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Vancouver least affordable Canadian city: RE/MAX

Last Updated Jul 20, 2021 at 4:32 pm PDT

Homes are pictured in Vancouver, Tuesday, Apr 16, 2019. THE CANADIAN PRESS/Jonathan Hayward
Summary

RE/MAX is labelling Vancouver as the country's most unaffordable city

With a typical household salary, you'll spend half your monthly income on mortgage payments if you buy an average home

VANCOUVER (NEWS 1130) — It’s not getting any easier to buy a home in this region, with real estate prices still on the rise.

That’s leaving many potential homebuyers on the outside looking in, with RE/MAX labelling Vancouver as the country’s most unaffordable city — even beating out the likes of Toronto.

The firm is sharing that as part of its annual Housing Affordability Report.

It finds that you’ll spend half your monthly income on mortgage payments if you buy the average Vancouver home and have the typical household salary.

This resonates with one of our listeners, J.R.

Despite having a household income in the range of $200,000, he’s planning to relocate along with his partner in order to save up for a downpayment.

“Our families all live here,” says J.R. “But we just start looking and then being like — would it upset everyone to go from seeing each other every month to maybe once or twice a year instead? That’s kind of the choice you have to make….you think there’s bigger, more life-changing events that would lead to [having to move], but it just turns out — no, you just don’t make enough money.”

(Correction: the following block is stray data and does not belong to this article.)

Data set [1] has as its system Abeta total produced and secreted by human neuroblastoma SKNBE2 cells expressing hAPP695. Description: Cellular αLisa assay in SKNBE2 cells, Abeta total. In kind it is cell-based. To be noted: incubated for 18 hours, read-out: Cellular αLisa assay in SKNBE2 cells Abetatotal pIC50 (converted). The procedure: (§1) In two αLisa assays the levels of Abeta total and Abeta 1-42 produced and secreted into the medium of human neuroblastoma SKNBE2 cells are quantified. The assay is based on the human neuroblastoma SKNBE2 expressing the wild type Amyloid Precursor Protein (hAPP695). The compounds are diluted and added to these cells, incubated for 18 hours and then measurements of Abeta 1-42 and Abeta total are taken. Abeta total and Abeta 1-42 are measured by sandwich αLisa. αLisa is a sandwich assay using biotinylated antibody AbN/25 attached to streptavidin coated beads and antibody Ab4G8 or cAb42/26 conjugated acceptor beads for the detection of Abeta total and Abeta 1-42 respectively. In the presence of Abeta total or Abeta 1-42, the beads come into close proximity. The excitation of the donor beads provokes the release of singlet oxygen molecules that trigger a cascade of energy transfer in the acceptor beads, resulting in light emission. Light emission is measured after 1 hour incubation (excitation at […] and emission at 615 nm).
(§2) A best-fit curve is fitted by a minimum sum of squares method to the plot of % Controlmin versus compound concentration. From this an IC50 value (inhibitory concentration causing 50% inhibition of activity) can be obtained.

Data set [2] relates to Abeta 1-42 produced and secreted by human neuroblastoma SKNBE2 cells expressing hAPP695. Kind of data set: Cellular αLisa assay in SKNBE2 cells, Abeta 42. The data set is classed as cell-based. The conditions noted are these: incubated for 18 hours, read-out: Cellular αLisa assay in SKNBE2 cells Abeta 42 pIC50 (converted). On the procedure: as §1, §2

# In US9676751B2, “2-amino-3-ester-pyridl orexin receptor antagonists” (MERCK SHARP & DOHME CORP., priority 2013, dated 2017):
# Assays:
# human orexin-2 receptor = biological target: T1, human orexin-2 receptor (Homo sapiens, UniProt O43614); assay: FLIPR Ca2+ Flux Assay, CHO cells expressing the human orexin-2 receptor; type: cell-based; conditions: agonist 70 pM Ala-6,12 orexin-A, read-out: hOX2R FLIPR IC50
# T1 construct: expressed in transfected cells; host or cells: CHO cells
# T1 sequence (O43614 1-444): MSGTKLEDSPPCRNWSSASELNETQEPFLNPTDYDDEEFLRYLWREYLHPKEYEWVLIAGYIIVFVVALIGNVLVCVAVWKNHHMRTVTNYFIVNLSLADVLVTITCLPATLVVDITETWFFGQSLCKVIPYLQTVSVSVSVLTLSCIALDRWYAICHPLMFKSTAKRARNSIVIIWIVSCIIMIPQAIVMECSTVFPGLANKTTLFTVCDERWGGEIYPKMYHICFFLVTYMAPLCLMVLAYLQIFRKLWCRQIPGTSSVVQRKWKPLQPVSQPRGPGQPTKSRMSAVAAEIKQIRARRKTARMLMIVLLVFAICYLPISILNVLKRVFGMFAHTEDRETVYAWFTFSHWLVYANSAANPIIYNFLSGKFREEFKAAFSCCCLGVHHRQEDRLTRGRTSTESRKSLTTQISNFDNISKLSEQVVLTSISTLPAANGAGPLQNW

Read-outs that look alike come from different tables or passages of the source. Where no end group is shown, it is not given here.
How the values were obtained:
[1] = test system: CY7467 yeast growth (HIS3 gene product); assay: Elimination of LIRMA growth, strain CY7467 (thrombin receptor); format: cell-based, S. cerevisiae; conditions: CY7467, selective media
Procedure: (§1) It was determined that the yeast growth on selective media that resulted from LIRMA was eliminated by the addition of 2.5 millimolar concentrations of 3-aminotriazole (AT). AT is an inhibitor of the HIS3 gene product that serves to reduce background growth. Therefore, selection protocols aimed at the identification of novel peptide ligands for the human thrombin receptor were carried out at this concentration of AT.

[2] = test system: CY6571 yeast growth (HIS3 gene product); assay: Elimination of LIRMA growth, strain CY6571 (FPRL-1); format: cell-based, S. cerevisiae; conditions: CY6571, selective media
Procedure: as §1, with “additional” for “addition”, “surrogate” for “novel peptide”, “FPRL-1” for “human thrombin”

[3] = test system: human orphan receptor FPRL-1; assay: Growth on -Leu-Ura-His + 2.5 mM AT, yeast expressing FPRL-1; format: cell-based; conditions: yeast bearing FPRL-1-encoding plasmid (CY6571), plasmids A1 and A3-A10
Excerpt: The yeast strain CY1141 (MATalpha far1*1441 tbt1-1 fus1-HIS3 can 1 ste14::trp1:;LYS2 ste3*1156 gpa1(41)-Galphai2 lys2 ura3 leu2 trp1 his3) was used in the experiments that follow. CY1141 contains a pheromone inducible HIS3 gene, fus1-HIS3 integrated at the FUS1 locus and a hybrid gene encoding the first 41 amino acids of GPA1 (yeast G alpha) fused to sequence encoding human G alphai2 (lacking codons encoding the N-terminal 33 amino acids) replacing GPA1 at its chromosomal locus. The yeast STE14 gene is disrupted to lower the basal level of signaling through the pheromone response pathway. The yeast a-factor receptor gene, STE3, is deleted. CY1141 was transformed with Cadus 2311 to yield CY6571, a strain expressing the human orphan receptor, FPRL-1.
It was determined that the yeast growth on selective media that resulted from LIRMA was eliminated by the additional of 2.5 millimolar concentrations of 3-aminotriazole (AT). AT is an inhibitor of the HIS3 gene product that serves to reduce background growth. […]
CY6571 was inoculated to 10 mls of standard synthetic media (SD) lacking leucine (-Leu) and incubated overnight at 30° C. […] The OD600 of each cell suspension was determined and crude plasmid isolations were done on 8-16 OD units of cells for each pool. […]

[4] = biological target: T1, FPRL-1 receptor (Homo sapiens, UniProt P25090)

This isn’t just an issue in the core.

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Travis McKeown had been trying to buy a house in Delta.

He wants yard space for his kids but has found himself outbid, but in the one case where he had the highest bid — lost out because someone else had made a subject-free offer.

“Just feeling a little disheartened that I can’t give my kids everything that I got to have as a kid growing up in the 90s — it’s disheartening to know that even though I’m trying to make compromises to give them some of those things, that is even looking out of reach,” says McKeown.

But after making a couple of unsuccessful bids, McKeown is pressing pause for now.

When subject-free offers are made, McKeown notes it’s sometimes because potential buyers have already done an inspection before they make their offer.

“They paid for an inspector upfront to come in and do an inspection, and they came in and put an offer on the place,” says McKeown of one house he was trying to buy. “But we’ve been hesitant to do that because we feel so defeated on our chances of getting any homes, that at $600 to $1,000 per inspection, three offers, we’re looking at being out $2,000 to $3,000. That’s not chump change.

“Unless we legitimately feel we have a chance at winning the bid, we don’t want to do a pre-inspection, because it’s money down the drain.”